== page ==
For the second draft, I went black-red with a touch of blue. My best card was Marsh Casualties. I didn’t do so well this time, ending with a 0-2-1 record.
    What card you think is currently undervalued in this draft format?
    Soaring Seacliff.
    What colors do you want to be drafting in the Top 8?
    Blue-red beatdown.
    What hobbies do you have outside of Magic?
    I play the “Battle of the Three Kingdoms” arcade CCG.




    Jun’ya Iyanaga
    How old are you, and what do you do when you’re not playing Magic?
    I am a 22-year-old student.
    How many byes did you have for this Grand Prix? What was your record on Day 1?
    I started with 3 byes and went undefeated.
    What was your best card or cards in the Sealed Deck?
    Mind Sludge.
    Tell us about your first draft? What colors did you pick, and which card or cards helped you the most? How did you do?
    I went 1-2 with a red-black deck that had Heartstabber Mosquito as the standout card.
    Tell us about your second draft.
    I built a blue-white aggro deck with lots of 2/3 fliers. I won my first two matches and then drew into the Top 8.
    What card you think is currently undervalued in this draft format?
    Bounce in general is more important than people think.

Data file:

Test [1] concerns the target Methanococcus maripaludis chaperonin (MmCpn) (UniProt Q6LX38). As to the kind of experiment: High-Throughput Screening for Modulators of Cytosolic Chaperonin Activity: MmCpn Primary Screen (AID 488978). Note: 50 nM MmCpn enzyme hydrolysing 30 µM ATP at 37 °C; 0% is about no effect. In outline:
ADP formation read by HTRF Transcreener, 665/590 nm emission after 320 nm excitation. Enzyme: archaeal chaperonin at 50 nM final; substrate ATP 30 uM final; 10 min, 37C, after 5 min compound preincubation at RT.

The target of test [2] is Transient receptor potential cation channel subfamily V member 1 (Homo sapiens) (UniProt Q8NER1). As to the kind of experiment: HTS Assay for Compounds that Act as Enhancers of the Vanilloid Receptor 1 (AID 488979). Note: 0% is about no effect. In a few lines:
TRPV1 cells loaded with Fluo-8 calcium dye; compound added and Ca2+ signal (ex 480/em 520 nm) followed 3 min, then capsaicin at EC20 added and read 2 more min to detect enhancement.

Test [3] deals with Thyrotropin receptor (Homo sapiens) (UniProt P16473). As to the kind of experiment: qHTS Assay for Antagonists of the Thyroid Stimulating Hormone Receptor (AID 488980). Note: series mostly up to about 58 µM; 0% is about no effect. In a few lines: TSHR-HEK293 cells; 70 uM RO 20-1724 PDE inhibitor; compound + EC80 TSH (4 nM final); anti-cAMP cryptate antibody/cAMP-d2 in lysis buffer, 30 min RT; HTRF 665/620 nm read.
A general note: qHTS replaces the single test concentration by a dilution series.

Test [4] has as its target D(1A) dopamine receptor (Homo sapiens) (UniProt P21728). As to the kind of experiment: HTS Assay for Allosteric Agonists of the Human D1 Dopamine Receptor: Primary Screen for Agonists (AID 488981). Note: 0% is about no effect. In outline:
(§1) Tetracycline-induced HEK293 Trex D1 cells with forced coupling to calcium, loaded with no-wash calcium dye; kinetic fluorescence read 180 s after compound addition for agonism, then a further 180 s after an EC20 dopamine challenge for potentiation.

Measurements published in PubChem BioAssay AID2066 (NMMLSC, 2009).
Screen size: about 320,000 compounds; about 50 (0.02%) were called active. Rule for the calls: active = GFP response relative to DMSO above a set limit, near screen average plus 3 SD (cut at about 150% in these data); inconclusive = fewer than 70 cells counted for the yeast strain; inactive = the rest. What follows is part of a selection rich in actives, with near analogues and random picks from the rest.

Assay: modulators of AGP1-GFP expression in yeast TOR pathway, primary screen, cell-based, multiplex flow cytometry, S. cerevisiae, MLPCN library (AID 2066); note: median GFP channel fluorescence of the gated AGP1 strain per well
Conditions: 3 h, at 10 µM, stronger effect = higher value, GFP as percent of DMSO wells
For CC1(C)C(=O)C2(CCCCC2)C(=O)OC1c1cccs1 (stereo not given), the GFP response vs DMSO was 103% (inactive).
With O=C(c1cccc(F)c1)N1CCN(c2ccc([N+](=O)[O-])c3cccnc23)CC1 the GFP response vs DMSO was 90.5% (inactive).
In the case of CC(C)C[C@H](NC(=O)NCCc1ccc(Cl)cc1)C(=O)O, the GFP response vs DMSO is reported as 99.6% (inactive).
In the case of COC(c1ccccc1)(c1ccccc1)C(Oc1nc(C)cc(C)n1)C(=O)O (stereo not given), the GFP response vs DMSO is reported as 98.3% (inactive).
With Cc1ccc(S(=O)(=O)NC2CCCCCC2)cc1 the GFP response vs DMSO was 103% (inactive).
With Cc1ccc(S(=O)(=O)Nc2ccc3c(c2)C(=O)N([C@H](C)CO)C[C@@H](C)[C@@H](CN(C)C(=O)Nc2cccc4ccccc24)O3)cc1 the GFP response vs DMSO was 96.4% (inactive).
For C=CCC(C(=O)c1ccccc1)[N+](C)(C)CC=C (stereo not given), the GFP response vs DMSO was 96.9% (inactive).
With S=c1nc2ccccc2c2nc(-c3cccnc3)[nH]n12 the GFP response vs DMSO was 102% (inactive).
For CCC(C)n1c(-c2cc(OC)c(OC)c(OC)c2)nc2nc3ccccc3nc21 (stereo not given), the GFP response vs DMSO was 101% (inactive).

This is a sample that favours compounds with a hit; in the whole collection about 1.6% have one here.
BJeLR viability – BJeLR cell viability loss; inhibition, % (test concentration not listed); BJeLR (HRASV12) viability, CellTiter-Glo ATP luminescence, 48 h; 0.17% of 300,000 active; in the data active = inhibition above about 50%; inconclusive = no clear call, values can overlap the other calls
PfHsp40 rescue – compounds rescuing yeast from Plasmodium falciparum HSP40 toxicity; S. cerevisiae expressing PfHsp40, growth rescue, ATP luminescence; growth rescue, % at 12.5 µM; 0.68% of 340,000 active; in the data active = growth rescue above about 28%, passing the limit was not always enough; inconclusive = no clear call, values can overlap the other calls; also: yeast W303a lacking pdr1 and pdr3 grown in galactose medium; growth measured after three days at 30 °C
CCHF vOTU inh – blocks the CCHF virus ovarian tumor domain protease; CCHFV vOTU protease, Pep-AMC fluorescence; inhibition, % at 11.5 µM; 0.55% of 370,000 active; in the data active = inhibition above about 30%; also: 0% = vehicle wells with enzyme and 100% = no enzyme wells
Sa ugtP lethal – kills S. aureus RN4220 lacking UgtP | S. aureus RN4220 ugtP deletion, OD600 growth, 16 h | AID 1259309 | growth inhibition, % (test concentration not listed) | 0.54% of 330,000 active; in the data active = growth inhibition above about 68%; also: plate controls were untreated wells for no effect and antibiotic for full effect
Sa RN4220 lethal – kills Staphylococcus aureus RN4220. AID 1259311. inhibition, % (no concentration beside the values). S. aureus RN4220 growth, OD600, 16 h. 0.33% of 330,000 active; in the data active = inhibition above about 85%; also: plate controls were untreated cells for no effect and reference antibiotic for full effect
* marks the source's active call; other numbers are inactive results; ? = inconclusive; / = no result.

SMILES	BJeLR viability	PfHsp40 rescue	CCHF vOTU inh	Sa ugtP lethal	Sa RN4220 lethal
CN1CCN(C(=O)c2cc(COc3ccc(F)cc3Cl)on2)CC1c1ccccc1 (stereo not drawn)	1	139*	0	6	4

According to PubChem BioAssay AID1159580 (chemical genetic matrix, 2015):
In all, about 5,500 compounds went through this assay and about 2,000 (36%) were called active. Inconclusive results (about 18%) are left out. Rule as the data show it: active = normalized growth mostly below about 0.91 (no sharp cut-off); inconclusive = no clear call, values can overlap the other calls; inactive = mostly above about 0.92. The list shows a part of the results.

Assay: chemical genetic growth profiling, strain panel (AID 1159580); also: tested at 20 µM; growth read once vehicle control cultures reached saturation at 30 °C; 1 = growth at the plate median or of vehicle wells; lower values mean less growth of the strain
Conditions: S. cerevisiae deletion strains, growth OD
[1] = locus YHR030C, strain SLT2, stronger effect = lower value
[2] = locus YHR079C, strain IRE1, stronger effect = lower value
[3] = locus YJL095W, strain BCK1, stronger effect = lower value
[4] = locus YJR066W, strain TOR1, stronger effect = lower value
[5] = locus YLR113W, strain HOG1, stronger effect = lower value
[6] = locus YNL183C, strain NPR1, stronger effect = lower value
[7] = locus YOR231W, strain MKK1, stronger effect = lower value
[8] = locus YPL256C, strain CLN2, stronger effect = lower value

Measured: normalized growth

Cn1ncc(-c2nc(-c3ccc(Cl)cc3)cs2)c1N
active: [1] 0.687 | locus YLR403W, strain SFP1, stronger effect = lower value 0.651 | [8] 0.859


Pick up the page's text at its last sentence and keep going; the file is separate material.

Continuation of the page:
What colors do you want to be drafting in the Top 8?
    Either blue-white or blue-black.
    What hobbies do you have outside of Magic?
    I like to travel and sightsee.




    Hironobu Sugaya
    How old are you, and what do you do when you’re not playing Magic?
    I’m 30 years old. I have a full-time job as a “salaryman”.
    How many byes did you have for this Grand Prix? What was your record on Day 1?
    I went 7-1 overall with 2 byes.
    What was your best card or cards in the Sealed Deck?
    Adventuring Gear.
    Tell us about your first draft? What colors did you pick, and which card or cards helped you the most? How did you do?
    I went 3-0 with a blue-black deck that had 2 Vampire Nighthawk in it.
    Tell us about your second draft.
    For the second draft, I went green-black to take advantage of the Harrow and Sorin Markov I picked up. My record was good enough that I was able to draw twice after winning my first match.
    What card you think is currently undervalued in this draft format?
    Territorial Baloth and Timbermaw Larva.
    What colors do you want to be drafting in the Top 8?
    Mono-green, but only if no one else is trying to draft it. Otherwise, red-black or blue –black.
    What hobbies do you have outside of Magic?
    I like listening to music—my favorite artist is Vocaloid.




    Katsuhiro Mori
    How old are you, and what do you do when you’re not playing Magic?